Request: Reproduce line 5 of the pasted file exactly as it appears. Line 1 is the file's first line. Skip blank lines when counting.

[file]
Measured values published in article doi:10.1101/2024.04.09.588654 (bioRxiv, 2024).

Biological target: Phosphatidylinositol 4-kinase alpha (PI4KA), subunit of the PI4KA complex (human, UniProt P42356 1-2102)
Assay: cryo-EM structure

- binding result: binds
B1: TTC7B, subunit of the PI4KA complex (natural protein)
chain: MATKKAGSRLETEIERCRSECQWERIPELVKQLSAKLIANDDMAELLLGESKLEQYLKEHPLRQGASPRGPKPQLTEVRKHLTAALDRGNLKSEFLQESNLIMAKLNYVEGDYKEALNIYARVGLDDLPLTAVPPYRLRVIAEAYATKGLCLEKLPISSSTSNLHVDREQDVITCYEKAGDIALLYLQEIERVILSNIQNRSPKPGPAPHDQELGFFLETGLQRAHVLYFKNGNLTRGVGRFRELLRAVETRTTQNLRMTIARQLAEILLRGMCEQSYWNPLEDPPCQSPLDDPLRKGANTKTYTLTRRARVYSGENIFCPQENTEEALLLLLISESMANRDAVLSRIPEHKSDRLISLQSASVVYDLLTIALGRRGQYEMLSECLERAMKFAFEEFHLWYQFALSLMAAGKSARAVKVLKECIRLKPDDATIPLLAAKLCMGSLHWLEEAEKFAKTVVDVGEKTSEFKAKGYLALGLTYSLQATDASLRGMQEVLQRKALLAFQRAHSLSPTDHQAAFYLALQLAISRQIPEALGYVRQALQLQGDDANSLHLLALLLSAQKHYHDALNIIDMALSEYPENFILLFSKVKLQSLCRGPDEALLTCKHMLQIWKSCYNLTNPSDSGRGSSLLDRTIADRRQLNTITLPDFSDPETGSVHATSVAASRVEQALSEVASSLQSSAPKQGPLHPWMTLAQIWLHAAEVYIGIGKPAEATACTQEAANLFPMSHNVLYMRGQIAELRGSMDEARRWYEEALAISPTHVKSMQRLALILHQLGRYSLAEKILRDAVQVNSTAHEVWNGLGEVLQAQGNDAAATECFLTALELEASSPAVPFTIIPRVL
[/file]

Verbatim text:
B1: TTC7B, subunit of the PI4KA complex (natural protein)